"People messaged me telling me that my page no longer showed up and they had to search for it, or that the captions in my post were blank, and they couldn't share my posts to their stories when they were about Palestine."

There have been several such claims on social media that posts, Reels, and Stories featuring overt Palestinian symbols and Arabic hashtags were subject to restrictions by major US-based platforms.

Meta — the parent company of Facebook, Instagram and WhatsApp — acknowledged that the post visibility issues impacting some Palestinian users were due to a “bug” and that some Instagram hashtags were no longer searchable because a portion of the content using it violated Meta rules.

In mid-October, it said that it had taken down or labelled nearly 800,000 pieces of content in Hebrew and Arabic in the three days after Hamas' deadly Oct 7 attack on Israel. TikTok, likewise, said in an update that it had removed more than 775,000 videos and 14,000 livestreams since the attack.

Megan, a British-Emirati mother of five, has since resorted to using algospeak when posting pro-Palestine content. In order to bypass automated content moderation and shadowbanning on social media, users started using 'algospeak' — an evasion tactic of creating new words or symbols to use in place of keywords that might get picked up by AI-powered filters. For example, an algospeak term for Palestinians is 'P*les+in1ans' and for the flag, it is the watermelon. Like the photos below used by Megan.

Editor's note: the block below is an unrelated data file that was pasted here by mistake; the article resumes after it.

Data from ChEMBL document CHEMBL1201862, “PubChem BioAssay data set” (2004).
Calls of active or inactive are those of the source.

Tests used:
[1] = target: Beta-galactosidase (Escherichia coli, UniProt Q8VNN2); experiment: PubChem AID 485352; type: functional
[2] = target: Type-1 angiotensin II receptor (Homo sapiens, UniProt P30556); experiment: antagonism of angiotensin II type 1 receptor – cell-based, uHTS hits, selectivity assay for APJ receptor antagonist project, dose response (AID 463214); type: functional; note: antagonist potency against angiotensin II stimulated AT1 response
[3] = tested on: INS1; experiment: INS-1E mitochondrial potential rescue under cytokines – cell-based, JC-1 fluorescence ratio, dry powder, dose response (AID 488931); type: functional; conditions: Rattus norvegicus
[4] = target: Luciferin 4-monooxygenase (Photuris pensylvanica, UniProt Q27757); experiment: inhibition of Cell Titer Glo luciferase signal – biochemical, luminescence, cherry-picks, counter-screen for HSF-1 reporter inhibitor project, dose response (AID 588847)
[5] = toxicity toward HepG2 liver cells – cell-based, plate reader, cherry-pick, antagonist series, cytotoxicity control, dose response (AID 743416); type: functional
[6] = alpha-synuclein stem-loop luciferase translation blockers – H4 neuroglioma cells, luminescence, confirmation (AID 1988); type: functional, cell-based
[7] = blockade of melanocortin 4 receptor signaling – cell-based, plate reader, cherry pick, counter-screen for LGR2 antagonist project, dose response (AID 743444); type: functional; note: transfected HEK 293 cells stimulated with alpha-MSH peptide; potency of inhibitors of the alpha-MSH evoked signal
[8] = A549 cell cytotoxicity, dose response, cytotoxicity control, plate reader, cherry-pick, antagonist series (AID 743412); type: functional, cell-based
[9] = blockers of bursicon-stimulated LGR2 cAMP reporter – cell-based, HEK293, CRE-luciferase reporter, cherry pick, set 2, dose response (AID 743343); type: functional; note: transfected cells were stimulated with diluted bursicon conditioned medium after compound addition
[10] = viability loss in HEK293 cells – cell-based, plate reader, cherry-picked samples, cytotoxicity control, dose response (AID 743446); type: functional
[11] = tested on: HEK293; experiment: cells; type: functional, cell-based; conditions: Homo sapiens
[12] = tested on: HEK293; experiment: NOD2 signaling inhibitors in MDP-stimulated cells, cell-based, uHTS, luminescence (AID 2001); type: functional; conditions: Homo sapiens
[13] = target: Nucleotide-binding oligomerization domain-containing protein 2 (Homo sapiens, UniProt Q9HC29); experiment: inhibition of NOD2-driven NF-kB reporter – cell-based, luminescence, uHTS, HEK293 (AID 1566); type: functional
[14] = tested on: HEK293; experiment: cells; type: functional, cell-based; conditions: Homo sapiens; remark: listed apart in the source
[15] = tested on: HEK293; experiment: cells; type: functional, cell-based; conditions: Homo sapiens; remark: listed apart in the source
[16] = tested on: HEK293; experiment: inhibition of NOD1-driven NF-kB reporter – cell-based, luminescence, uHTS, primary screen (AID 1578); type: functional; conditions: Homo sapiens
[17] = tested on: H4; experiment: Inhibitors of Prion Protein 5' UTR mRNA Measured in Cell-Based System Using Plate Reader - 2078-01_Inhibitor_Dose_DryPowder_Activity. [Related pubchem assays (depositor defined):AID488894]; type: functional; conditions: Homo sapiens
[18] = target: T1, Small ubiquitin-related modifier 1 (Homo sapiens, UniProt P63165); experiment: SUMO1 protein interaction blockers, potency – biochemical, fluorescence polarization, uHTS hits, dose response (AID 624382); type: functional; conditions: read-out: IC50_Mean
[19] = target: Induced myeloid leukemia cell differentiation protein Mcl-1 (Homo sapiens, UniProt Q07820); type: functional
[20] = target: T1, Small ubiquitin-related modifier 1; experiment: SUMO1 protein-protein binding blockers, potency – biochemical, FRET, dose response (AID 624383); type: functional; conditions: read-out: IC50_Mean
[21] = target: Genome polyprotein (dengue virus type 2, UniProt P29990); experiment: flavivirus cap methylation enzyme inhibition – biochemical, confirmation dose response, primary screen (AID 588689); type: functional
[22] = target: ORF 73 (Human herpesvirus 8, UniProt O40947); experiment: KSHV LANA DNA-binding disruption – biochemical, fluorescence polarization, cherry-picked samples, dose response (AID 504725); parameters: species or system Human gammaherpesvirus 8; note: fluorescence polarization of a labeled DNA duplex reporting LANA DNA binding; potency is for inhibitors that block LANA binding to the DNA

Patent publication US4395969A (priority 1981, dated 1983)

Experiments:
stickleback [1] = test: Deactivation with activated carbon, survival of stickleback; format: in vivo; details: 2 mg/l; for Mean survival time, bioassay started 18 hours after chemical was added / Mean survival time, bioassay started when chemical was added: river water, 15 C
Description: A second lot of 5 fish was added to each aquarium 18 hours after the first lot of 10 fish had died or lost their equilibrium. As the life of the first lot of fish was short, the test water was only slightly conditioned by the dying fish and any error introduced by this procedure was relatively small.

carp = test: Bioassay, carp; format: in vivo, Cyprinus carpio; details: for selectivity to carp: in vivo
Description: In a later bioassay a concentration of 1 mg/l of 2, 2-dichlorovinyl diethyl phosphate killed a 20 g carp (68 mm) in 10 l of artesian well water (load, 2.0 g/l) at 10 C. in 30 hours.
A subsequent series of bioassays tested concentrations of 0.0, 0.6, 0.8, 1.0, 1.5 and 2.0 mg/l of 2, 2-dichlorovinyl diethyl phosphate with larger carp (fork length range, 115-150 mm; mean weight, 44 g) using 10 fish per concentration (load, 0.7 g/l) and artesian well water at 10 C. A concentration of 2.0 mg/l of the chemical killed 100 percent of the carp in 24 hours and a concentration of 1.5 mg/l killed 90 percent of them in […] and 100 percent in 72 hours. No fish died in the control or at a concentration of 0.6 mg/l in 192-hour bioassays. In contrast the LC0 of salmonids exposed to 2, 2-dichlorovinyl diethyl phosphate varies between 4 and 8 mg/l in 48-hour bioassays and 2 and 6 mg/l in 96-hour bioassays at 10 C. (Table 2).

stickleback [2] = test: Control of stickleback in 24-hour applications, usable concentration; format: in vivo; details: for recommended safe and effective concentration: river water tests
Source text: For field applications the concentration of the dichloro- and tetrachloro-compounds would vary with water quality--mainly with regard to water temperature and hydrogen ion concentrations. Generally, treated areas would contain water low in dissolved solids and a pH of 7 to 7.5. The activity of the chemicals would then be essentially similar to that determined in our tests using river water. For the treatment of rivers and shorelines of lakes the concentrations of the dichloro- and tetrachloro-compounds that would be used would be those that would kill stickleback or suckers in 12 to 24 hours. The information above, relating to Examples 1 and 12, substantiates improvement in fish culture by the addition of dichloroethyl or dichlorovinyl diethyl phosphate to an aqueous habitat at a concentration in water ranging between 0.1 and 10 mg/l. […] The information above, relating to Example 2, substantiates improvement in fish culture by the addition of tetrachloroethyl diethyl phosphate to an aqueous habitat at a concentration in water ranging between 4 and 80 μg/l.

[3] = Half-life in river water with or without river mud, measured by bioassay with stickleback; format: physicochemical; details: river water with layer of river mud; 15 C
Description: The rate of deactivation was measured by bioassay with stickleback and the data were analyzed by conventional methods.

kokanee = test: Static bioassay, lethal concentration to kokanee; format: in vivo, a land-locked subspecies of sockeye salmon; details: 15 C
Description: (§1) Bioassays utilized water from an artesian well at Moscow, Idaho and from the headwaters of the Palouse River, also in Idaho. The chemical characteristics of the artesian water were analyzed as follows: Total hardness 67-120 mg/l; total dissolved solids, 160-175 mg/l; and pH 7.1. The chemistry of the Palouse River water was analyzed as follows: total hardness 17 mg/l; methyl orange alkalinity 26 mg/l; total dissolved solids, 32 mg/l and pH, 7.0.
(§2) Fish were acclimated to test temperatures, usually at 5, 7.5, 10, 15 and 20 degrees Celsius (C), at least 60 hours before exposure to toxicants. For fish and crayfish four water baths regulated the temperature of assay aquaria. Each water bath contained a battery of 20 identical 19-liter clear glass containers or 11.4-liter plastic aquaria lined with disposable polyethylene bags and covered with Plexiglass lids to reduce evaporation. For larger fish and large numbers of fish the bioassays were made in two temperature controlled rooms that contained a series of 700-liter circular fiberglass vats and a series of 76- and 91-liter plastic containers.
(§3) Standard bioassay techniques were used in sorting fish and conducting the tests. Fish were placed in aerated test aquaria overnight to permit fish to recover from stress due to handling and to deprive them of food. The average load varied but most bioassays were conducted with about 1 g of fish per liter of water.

Photo: Real Mums UAE
Photo: Real Mums UAE
Photo: Real Mums UAE
Photo: Real Mums UAE

The Ripe Market, which backs UAE entrepreneurs and home-grown businesses, has also been using the symbol to express support for Palestine.

Jimena Amezquita, Head of Marketing and Partnerships, said: “We decided to use the watermelon as it's an abstract way of representing Palestine while being a strong symbol for the Palestinian people as well. We've also used (very lightly in the background) an image of the olive leaf to represent strength, resilience and perseverance.

"We're supporting the Palestinian cause by donating all gate entrance fees last weekend to the Emirates Red Crescent, with Ripe matching the amount. We have also continued offering complementary wellness and mindfulness activities to the community, which we believe are essential in these hard times."

Megan intends to utilise her platform to the fullest. "Aside from using my voice to educate and raise awareness, I’ve tried to do things to help local businesses that are doing their part to help (the people of Gaza). Four weeks ago, I created a list of local businesses that are donating all or a percentage of their profits to UAE-licensed charities that are collecting for Palestine. I update it every day to add anything new and remove any who have paused donations.

As of November 15, Israel's relentless aerial bombardment and ground offensive have resulted in 11,320 deaths — mostly civilians, including thousands of children.

"I cannot stay quiet; we cannot let the world forget about Gaza. I feel like it’s my human duty to do what I can with my voice and the platform," said Megan.

Long time UAE resident, APS (who wished to remain anonymous) said, "Only recently did I understand the usage of this symbol and other algospeak that exist for the Palestine cause. I feel so ignorant and guilty at the same time for living in a bubble and for not knowing the history behind it. I love the fruit even more now."

From the windows of taxis in Tel Aviv to Instagram posts, the ubiquitous fruit emoji can now be seen everywhere. And the message is loud and clear.